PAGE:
Sclerosing mesenteritis

Last revised by Dr Ammar Ashraf on 23 Sep 2021

Sclerosing mesenteritis, also referred to as mesenteric panniculitis or retractile mesenteritis​, is an uncommon idiopathic disorder characterized by chronic non-specific inflammation involving the adipose tissue of the bowel mesentery.

Typically this condition afflicts adults in their sixties with mild male predilection, although reports vary 1,2,4.

Numerous associated conditions have been variably described including 1,4:

There is debate about the association between systemic inflammatory conditions and mesenteric panniculitis. Determining causation is difficult. The term "secondary mesenteric panniculitis" is reserved by some authors for patients with systemic inflammatory conditions. Most authors would not use the term when there is a local cause for mesenteric inflammation.

Clinical presentation can be variable with fever and abdominal pain common 20, intestinal obstruction or ischemia, a mass, or diarrhea may also be present ref. Altered bowel habits and weight loss may be present in some cases ref. Occasionally, intermittent partial bowel obstruction is encountered 2. A firm left upper quadrant / central abdominal mass may be felt 2. In some situations sclerosing mesenteritis is asymptomatic.

The small bowel mesentery is affected in most cases although the sigmoid mesocolon and omentum can also occasionally be involved. 

The disease is said to pass through three stages, although some authors believe these to be separate entities 4:

  1. mesenteric lipodystrophy: degeneration of mesenteric fat
  2. mesenteric panniculitis: inflammatory reaction
  3. retractile mesenteritis / sclerosing mesenteritis: fibrosis, which may be associated with distortion or lymphatic obstruction

Macroscopically, the mesentery is thickened with either solitary or multiple focal masses 4.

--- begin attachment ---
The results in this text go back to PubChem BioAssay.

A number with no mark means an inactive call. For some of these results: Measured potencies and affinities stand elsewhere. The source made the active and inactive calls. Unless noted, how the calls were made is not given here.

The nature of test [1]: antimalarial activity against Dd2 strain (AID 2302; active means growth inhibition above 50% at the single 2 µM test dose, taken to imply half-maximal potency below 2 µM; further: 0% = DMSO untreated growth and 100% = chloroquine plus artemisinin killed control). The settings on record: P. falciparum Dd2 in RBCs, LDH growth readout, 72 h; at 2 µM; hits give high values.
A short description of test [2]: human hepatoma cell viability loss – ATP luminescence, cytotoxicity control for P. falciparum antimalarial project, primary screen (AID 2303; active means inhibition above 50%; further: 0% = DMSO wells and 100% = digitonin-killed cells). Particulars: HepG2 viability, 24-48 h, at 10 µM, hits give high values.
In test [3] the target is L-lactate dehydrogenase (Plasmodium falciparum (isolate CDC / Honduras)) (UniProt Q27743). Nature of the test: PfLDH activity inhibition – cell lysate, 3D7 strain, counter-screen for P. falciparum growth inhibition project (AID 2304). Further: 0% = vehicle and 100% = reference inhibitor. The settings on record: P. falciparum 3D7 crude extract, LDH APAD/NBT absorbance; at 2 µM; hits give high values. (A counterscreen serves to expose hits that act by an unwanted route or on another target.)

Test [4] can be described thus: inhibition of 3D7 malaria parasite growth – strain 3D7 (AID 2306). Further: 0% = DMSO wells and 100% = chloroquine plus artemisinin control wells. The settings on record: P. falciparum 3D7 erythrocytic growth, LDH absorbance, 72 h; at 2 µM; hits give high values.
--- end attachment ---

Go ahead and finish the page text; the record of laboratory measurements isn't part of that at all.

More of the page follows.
Histology demonstrates 1:

  1. lipid-laden macrophages (mesenteric lipodystrophy)
  2. lymphocytic aggregates and lymphoid follicles (mesenteric panniculitis)
  3. variable amounts of fibrosis (retractile mesenteritis)

    Ultrasound typically demonstrates distortion and thickening of the root of the mesentery with a slight decrease in echogenicity. Mass effect may be evident 3. A halo of sparing around vessels may be also seen on ultrasound as a region of hyperechoic fat 3. Color Doppler interrogation may show non-deviated mesenteric vessels within the mass 17.

    CT features are somewhat dependent on the main tissue component and include:

    • well-demarcated or ill-defined mesenteric mass-like lesion with surrounding "misty" attenuation
    • "misty" soft-tissue attenuation

    The mesentery demonstrates mass effect and may have a ground glass opacity (misty mesentery). Typically the traversing mesenteric vessels and soft tissue nodules have a spared fat halo (this has sometimes been referred to as the fat ring sign). Its orientation is aligned with the root of the jejunal mesentery. Punctate/coarse calcifications (~20%), as well as small lymph nodes (usually <5 mm), may be present within the region.

    Findings are similar to CT. One report described a fibrous capsule around the inflammation 12.

    May have high accuracy for the differentiation between

    • sclerosing mesenteritis (or one of its stages): not FDG-avid
    • malignant mesenteric involvement: FDG-avid

    especially in patients with lymphoma 10. If in doubt, biopsy may be indicated in selected patients, even in asymptomatic lesions 11.

    The mainstay of treatment is supportive, as the disease is typically self-limiting. If severe or protracted medical therapy with corticosteroids, cyclophosphamide or azathioprine can be contemplated 2. Mesenteric panniculitis cannot be completely resected and surgery is of no benefit. In up to 15% of cases, local lymphoma eventually develops 2,4. Some authors suggest associated malignancy rate of approximately 56% 16.

    It was first described by Jura in 1924 as “retractile mesenteritis” and further labeled as “mesenteric panniculitis” by Odgen later in the 1960s.

    General imaging differential considerations include:

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    Cases and figures

  • Case 1
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  • Case 2
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  • Case 3: ultrasound
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  • Case 4
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  • Case 5
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  • Case 6
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  • Case 7
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  • Case 8
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  • Case 9
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  • Case 10: mesenteric panniculitis
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  • Case 11: mesenteric panniculitis
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  • Case 12: mesenteric panniculitis
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  • Case 13: mesenteric panniculitis
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  • Case 14: sclerosing mesenteritis
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